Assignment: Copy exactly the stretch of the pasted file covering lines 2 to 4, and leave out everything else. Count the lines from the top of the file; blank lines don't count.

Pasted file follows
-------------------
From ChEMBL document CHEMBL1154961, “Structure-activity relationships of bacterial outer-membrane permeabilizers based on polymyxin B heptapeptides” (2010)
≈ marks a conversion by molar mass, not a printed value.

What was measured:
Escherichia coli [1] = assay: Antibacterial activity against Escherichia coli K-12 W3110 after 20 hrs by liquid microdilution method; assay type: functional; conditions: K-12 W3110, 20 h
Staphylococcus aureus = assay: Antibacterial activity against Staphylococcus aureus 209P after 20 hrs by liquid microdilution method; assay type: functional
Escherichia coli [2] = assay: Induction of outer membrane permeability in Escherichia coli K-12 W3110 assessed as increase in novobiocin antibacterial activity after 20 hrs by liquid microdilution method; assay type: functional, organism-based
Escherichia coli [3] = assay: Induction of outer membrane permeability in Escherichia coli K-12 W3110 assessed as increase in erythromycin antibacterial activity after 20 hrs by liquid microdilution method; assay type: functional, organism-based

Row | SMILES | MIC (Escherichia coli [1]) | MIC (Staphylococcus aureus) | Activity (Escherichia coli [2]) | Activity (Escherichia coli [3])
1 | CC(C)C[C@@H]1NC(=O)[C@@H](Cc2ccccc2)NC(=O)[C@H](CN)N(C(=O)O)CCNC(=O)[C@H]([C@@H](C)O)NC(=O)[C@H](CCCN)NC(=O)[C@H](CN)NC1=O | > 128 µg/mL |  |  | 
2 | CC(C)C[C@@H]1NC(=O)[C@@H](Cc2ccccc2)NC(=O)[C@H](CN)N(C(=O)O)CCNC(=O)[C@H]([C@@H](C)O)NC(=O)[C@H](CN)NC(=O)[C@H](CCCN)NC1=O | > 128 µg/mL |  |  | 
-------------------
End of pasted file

≈ marks a conversion by molar mass, not a printed value.

What was measured:
Escherichia coli [1] = assay: Antibacterial activity against Escherichia coli K-12 W3110 after 20 hrs by liquid microdilution method; assay type: functional; conditions: K-12 W3110, 20 h